There seems to be practically no example whatsoever of any depictions of Uncle Sam from either World War I or World War II which casts him in a critical way. The patriotism felt across the nation during those two wars was seemingly so universally supported by the vast majority of the people that no even mild criticism was conveyed by Uncle Sam.
All that changed in the years which followed, whether it was a large or small manner in which the United States became involved in a foreign conflict. It culminated with the Vietnam War, which increasingly drew bitter criticism and calls for withdrawal under both Democratic and Republican administrations.
Although the generalized cynicism among American citizens towards its federal government, whatever political party may be in the White House, has never entirely evaporated since the acrimonious Vietnam War and the Watergate scandal, as the 1970s went on towards the end of the century and into the new one, Uncle Sam was again revived to portray less bitter topics of national policy – like the fight for Equal Rights Amendment passage to ensure gender equity and the emergence of more powerful African-American political base.
Flagg’s classic Uncle Sam, however, was also put to use for less patriotic motives and more as Pop Art advertising.
In fact, the increased commercialization of seemingly every aspect of American life found Uncle Sam appropriated as a symbol that did everything from raise money for a local zoo to hawk cupcakes.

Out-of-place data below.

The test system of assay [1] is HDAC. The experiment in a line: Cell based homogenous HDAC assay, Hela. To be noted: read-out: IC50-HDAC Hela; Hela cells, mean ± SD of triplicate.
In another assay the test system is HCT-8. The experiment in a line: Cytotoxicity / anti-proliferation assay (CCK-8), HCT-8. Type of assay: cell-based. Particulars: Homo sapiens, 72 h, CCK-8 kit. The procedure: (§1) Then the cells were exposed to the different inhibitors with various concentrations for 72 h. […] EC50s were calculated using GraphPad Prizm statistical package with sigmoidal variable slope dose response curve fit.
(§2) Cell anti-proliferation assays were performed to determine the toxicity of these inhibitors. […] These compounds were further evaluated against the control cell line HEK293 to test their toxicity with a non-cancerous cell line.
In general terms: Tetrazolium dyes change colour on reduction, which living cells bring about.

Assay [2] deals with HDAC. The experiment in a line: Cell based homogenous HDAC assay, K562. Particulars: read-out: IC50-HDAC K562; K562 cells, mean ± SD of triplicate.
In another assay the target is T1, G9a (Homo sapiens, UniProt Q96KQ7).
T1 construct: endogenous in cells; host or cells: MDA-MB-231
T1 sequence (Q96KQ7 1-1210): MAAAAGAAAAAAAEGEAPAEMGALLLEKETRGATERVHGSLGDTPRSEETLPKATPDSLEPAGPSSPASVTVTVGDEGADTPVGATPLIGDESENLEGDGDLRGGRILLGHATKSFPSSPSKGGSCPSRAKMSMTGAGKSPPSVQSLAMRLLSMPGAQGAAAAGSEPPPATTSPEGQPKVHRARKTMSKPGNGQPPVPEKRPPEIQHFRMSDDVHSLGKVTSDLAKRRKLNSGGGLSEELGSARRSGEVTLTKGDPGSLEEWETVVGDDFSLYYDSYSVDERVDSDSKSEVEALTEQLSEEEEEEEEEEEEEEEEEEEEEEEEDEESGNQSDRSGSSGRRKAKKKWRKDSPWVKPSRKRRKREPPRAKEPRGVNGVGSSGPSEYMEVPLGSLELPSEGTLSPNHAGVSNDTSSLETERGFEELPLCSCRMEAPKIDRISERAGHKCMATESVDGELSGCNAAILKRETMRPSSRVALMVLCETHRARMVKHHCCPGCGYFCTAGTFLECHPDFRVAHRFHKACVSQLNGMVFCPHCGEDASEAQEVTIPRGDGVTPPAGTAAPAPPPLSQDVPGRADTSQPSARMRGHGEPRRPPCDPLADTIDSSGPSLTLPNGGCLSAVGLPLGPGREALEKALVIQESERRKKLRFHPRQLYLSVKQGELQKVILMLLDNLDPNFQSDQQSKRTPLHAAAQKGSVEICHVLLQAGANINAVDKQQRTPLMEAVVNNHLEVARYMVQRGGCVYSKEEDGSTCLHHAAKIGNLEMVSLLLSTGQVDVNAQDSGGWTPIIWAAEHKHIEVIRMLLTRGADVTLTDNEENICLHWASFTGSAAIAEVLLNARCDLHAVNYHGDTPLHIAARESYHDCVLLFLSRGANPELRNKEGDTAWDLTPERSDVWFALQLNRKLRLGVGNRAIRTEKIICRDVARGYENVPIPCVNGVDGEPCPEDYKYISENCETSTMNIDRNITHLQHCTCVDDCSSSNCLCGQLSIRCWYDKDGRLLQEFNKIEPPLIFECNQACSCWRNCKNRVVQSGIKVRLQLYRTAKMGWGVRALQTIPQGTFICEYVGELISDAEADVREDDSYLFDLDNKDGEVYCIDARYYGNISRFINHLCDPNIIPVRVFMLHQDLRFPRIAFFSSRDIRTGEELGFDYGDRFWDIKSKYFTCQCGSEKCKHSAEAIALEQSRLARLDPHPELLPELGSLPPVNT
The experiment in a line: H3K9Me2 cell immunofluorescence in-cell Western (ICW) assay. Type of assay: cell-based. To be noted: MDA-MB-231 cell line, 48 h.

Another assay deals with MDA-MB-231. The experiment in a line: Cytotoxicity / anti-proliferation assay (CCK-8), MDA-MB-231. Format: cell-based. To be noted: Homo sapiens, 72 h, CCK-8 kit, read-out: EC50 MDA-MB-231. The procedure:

While the commercialization was intended to be light-hearted, it often seemed to strike a discordant note about what path the American nation had taken. The lingering cynicism about the government was combined with an overall disenchantment about the values which guided national life which was increasingly fixated on consumerism and status.
Increasingly that disenchantment was found in displays of Uncle Sam, be he blissfully ignorant of larger, underlying issues creating a sense of unhappiness among the richest nation on earth – or angered, frustrated and enraged at the way he was now being treated by powerful interests focused primarily on profits regardless of how the cost was affecting the citizens.
Uncle Sam saw a dramatic return when the nation was galvanized in shock and horror in reaction to the Islamic terrorist attacks on the U.S. on September 11, 2001. Quickly, however, he was also depicted cynically again, as if in a house of mirrors: the opinion that Uncle Sam was actually exploited by the Bush Administration Iraqi War and intelligence policies, some of which would be continuing under the Obama Administration.
With the election of Barack Obama as the first African-American President, there were occasional glimpses of Uncle Sam much more like his old self – a figure of hope proud of the traditional ideal of equality being realized. With the sense that a small minority were benefiting from a recovering economy while the vast majority still lived with a financial insecurity it had never known to linger as long as well as a shrinking middle-class, Uncle Sam remains a dichotomous and ambivalent figure, summoning a sense of promise and goodness with the reality that such intentions are not always so readily achieved.